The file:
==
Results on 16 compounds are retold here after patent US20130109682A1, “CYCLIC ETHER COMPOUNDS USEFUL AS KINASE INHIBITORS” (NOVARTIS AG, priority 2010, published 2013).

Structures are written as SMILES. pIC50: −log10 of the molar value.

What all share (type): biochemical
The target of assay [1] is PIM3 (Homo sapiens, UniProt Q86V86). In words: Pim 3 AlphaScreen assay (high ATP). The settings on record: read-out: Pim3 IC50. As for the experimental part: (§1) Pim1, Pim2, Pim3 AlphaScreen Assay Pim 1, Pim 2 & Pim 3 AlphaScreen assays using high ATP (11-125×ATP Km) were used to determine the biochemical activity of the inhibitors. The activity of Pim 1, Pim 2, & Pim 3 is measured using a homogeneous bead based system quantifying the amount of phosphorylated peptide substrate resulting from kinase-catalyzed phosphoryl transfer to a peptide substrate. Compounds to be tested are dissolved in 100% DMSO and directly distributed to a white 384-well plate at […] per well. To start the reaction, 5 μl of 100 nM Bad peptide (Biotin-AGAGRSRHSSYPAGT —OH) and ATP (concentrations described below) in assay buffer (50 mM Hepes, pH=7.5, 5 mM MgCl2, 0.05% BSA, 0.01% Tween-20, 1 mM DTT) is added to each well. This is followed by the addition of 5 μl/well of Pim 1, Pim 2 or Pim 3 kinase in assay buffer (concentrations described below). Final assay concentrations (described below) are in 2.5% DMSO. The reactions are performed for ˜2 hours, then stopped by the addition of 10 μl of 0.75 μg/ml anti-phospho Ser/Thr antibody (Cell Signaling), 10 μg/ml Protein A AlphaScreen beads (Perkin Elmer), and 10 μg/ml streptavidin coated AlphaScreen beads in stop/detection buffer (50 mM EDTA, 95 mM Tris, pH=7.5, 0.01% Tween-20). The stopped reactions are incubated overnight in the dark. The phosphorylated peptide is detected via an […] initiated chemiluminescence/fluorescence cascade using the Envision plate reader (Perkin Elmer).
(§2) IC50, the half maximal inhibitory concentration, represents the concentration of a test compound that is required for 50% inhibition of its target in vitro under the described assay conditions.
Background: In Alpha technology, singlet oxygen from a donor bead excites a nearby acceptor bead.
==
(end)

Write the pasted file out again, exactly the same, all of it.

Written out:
Results on 16 compounds are retold here after patent US20130109682A1, “CYCLIC ETHER COMPOUNDS USEFUL AS KINASE INHIBITORS” (NOVARTIS AG, priority 2010, published 2013).

Structures are written as SMILES. pIC50: −log10 of the molar value.

What all share (type): biochemical
The target of assay [1] is PIM3 (Homo sapiens, UniProt Q86V86). In words: Pim 3 AlphaScreen assay (high ATP). The settings on record: read-out: Pim3 IC50. As for the experimental part: (§1) Pim1, Pim2, Pim3 AlphaScreen Assay Pim 1, Pim 2 & Pim 3 AlphaScreen assays using high ATP (11-125×ATP Km) were used to determine the biochemical activity of the inhibitors. The activity of Pim 1, Pim 2, & Pim 3 is measured using a homogeneous bead based system quantifying the amount of phosphorylated peptide substrate resulting from kinase-catalyzed phosphoryl transfer to a peptide substrate. Compounds to be tested are dissolved in 100% DMSO and directly distributed to a white 384-well plate at […] per well. To start the reaction, 5 μl of 100 nM Bad peptide (Biotin-AGAGRSRHSSYPAGT —OH) and ATP (concentrations described below) in assay buffer (50 mM Hepes, pH=7.5, 5 mM MgCl2, 0.05% BSA, 0.01% Tween-20, 1 mM DTT) is added to each well. This is followed by the addition of 5 μl/well of Pim 1, Pim 2 or Pim 3 kinase in assay buffer (concentrations described below). Final assay concentrations (described below) are in 2.5% DMSO. The reactions are performed for ˜2 hours, then stopped by the addition of 10 μl of 0.75 μg/ml anti-phospho Ser/Thr antibody (Cell Signaling), 10 μg/ml Protein A AlphaScreen beads (Perkin Elmer), and 10 μg/ml streptavidin coated AlphaScreen beads in stop/detection buffer (50 mM EDTA, 95 mM Tris, pH=7.5, 0.01% Tween-20). The stopped reactions are incubated overnight in the dark. The phosphorylated peptide is detected via an […] initiated chemiluminescence/fluorescence cascade using the Envision plate reader (Perkin Elmer).
(§2) IC50, the half maximal inhibitory concentration, represents the concentration of a test compound that is required for 50% inhibition of its target in vitro under the described assay conditions.
Background: In Alpha technology, singlet oxygen from a donor bead excites a nearby acceptor bead.